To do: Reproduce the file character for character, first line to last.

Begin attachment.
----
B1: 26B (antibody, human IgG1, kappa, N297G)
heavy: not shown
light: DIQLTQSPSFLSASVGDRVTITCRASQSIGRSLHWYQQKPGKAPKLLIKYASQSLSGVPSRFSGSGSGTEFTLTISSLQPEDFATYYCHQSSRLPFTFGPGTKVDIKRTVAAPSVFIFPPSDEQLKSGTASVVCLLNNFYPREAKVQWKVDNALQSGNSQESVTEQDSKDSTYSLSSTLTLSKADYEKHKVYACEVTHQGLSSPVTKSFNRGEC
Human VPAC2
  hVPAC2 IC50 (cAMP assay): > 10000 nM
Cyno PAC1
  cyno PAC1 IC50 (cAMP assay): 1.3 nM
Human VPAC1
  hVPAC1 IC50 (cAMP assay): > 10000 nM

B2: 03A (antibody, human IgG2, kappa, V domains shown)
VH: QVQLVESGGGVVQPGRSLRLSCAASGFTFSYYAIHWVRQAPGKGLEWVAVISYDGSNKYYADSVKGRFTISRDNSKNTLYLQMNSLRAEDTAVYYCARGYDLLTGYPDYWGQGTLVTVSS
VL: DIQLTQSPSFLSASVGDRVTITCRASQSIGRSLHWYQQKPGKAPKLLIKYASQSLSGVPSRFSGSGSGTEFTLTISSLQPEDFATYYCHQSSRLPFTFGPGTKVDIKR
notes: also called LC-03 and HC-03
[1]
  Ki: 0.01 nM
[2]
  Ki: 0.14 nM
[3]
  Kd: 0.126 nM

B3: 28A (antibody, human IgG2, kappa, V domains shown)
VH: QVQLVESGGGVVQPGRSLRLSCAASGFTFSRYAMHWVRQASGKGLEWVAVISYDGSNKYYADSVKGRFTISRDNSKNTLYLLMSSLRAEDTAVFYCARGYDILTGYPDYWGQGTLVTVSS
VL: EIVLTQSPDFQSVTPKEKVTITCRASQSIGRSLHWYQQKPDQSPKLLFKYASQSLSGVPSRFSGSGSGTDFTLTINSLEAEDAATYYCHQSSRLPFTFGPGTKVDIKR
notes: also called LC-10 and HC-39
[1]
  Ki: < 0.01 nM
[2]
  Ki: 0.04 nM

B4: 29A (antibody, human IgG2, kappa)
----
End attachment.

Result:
B1: 26B (antibody, human IgG1, kappa, N297G)
heavy: not shown
light: DIQLTQSPSFLSASVGDRVTITCRASQSIGRSLHWYQQKPGKAPKLLIKYASQSLSGVPSRFSGSGSGTEFTLTISSLQPEDFATYYCHQSSRLPFTFGPGTKVDIKRTVAAPSVFIFPPSDEQLKSGTASVVCLLNNFYPREAKVQWKVDNALQSGNSQESVTEQDSKDSTYSLSSTLTLSKADYEKHKVYACEVTHQGLSSPVTKSFNRGEC
Human VPAC2
  hVPAC2 IC50 (cAMP assay): > 10000 nM
Cyno PAC1
  cyno PAC1 IC50 (cAMP assay): 1.3 nM
Human VPAC1
  hVPAC1 IC50 (cAMP assay): > 10000 nM

B2: 03A (antibody, human IgG2, kappa, V domains shown)
VH: QVQLVESGGGVVQPGRSLRLSCAASGFTFSYYAIHWVRQAPGKGLEWVAVISYDGSNKYYADSVKGRFTISRDNSKNTLYLQMNSLRAEDTAVYYCARGYDLLTGYPDYWGQGTLVTVSS
VL: DIQLTQSPSFLSASVGDRVTITCRASQSIGRSLHWYQQKPGKAPKLLIKYASQSLSGVPSRFSGSGSGTEFTLTISSLQPEDFATYYCHQSSRLPFTFGPGTKVDIKR
notes: also called LC-03 and HC-03
[1]
  Ki: 0.01 nM
[2]
  Ki: 0.14 nM
[3]
  Kd: 0.126 nM

B3: 28A (antibody, human IgG2, kappa, V domains shown)
VH: QVQLVESGGGVVQPGRSLRLSCAASGFTFSRYAMHWVRQASGKGLEWVAVISYDGSNKYYADSVKGRFTISRDNSKNTLYLLMSSLRAEDTAVFYCARGYDILTGYPDYWGQGTLVTVSS
VL: EIVLTQSPDFQSVTPKEKVTITCRASQSIGRSLHWYQQKPDQSPKLLFKYASQSLSGVPSRFSGSGSGTDFTLTINSLEAEDAATYYCHQSSRLPFTFGPGTKVDIKR
notes: also called LC-10 and HC-39
[1]
  Ki: < 0.01 nM
[2]
  Ki: 0.04 nM

B4: 29A (antibody, human IgG2, kappa)